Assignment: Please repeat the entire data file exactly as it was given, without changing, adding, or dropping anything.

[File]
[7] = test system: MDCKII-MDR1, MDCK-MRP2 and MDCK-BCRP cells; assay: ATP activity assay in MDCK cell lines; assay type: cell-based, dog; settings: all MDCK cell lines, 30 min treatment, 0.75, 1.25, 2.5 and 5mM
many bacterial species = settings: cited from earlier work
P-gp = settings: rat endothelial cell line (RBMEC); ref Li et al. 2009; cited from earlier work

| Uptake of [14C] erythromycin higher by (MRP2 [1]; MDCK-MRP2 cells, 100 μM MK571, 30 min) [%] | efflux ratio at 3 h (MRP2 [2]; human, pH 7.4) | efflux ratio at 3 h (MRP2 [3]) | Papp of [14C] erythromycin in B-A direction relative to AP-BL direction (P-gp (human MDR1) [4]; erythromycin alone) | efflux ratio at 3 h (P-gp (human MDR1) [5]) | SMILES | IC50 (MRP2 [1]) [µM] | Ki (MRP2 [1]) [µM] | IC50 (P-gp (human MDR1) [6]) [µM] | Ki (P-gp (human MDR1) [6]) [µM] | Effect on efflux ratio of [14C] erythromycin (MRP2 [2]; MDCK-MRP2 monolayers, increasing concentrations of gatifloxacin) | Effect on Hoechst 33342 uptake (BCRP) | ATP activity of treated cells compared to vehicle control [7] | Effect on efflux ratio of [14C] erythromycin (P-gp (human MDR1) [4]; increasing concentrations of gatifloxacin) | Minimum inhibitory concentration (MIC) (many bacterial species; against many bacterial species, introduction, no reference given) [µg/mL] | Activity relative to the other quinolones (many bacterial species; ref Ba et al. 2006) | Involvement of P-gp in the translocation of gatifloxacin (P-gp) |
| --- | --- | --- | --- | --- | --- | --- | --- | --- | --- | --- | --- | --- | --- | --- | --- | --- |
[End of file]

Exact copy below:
[7] = test system: MDCKII-MDR1, MDCK-MRP2 and MDCK-BCRP cells; assay: ATP activity assay in MDCK cell lines; assay type: cell-based, dog; settings: all MDCK cell lines, 30 min treatment, 0.75, 1.25, 2.5 and 5mM
many bacterial species = settings: cited from earlier work
P-gp = settings: rat endothelial cell line (RBMEC); ref Li et al. 2009; cited from earlier work

| Uptake of [14C] erythromycin higher by (MRP2 [1]; MDCK-MRP2 cells, 100 μM MK571, 30 min) [%] | efflux ratio at 3 h (MRP2 [2]; human, pH 7.4) | efflux ratio at 3 h (MRP2 [3]) | Papp of [14C] erythromycin in B-A direction relative to AP-BL direction (P-gp (human MDR1) [4]; erythromycin alone) | efflux ratio at 3 h (P-gp (human MDR1) [5]) | SMILES | IC50 (MRP2 [1]) [µM] | Ki (MRP2 [1]) [µM] | IC50 (P-gp (human MDR1) [6]) [µM] | Ki (P-gp (human MDR1) [6]) [µM] | Effect on efflux ratio of [14C] erythromycin (MRP2 [2]; MDCK-MRP2 monolayers, increasing concentrations of gatifloxacin) | Effect on Hoechst 33342 uptake (BCRP) | ATP activity of treated cells compared to vehicle control [7] | Effect on efflux ratio of [14C] erythromycin (P-gp (human MDR1) [4]; increasing concentrations of gatifloxacin) | Minimum inhibitory concentration (MIC) (many bacterial species; against many bacterial species, introduction, no reference given) [µg/mL] | Activity relative to the other quinolones (many bacterial species; ref Ba et al. 2006) | Involvement of P-gp in the translocation of gatifloxacin (P-gp) |
| --- | --- | --- | --- | --- | --- | --- | --- | --- | --- | --- | --- | --- | --- | --- | --- | --- |